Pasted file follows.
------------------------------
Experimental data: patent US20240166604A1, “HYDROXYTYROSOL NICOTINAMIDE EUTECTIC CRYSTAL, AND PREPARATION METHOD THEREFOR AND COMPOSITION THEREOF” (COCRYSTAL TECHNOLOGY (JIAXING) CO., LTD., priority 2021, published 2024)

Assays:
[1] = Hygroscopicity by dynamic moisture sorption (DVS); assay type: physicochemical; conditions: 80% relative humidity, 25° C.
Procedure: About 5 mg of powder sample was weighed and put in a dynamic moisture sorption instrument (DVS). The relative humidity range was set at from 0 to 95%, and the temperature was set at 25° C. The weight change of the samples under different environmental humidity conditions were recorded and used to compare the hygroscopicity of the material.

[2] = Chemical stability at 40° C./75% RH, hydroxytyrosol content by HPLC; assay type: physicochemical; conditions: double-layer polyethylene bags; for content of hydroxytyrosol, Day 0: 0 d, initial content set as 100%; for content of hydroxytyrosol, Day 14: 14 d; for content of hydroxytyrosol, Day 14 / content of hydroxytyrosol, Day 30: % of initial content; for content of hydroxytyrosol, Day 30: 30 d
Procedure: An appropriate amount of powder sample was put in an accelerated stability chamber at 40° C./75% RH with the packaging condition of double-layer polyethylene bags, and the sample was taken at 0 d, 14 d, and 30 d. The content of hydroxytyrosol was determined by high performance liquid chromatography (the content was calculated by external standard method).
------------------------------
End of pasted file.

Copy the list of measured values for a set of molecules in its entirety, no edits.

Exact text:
Experimental data: patent US20240166604A1, “HYDROXYTYROSOL NICOTINAMIDE EUTECTIC CRYSTAL, AND PREPARATION METHOD THEREFOR AND COMPOSITION THEREOF” (COCRYSTAL TECHNOLOGY (JIAXING) CO., LTD., priority 2021, published 2024)

Assays:
[1] = Hygroscopicity by dynamic moisture sorption (DVS); assay type: physicochemical; conditions: 80% relative humidity, 25° C.
Procedure: About 5 mg of powder sample was weighed and put in a dynamic moisture sorption instrument (DVS). The relative humidity range was set at from 0 to 95%, and the temperature was set at 25° C. The weight change of the samples under different environmental humidity conditions were recorded and used to compare the hygroscopicity of the material.

[2] = Chemical stability at 40° C./75% RH, hydroxytyrosol content by HPLC; assay type: physicochemical; conditions: double-layer polyethylene bags; for content of hydroxytyrosol, Day 0: 0 d, initial content set as 100%; for content of hydroxytyrosol, Day 14: 14 d; for content of hydroxytyrosol, Day 14 / content of hydroxytyrosol, Day 30: % of initial content; for content of hydroxytyrosol, Day 30: 30 d
Procedure: An appropriate amount of powder sample was put in an accelerated stability chamber at 40° C./75% RH with the packaging condition of double-layer polyethylene bags, and the sample was taken at 0 d, 14 d, and 30 d. The content of hydroxytyrosol was determined by high performance liquid chromatography (the content was calculated by external standard method).